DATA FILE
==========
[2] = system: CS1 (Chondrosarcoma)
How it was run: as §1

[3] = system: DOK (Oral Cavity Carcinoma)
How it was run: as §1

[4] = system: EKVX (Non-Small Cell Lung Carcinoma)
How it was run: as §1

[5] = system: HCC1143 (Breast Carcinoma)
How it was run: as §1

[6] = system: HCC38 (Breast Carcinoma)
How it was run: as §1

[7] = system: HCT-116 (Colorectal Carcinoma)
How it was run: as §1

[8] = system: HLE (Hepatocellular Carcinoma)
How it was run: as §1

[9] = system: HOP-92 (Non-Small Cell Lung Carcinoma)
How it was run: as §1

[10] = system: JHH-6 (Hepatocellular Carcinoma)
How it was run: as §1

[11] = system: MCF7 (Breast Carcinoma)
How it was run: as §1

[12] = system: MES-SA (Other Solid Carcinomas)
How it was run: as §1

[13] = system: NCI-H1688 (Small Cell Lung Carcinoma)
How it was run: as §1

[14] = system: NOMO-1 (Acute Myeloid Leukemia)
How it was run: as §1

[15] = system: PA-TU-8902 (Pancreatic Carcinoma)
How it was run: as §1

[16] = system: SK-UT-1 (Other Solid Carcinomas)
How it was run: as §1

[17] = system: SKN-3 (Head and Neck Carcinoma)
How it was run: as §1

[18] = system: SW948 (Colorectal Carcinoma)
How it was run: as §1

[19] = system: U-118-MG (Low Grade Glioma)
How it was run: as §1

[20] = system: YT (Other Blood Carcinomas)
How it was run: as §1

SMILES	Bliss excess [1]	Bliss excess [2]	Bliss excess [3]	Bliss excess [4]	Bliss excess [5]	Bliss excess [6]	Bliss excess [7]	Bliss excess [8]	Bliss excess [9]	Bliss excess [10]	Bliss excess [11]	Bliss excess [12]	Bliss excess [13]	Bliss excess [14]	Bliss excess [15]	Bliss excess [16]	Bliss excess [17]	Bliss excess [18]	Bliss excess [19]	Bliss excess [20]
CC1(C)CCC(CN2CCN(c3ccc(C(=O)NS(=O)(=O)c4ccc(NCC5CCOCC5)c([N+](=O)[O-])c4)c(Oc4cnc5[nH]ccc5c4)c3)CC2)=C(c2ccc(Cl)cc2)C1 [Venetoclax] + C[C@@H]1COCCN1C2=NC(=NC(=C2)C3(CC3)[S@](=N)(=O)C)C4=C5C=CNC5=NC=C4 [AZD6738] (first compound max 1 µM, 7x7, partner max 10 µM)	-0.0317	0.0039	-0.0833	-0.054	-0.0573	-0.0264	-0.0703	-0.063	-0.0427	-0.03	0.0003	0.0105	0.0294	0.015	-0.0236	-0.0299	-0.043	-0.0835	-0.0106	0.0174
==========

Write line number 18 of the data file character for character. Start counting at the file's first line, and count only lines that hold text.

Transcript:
How it was run: as §1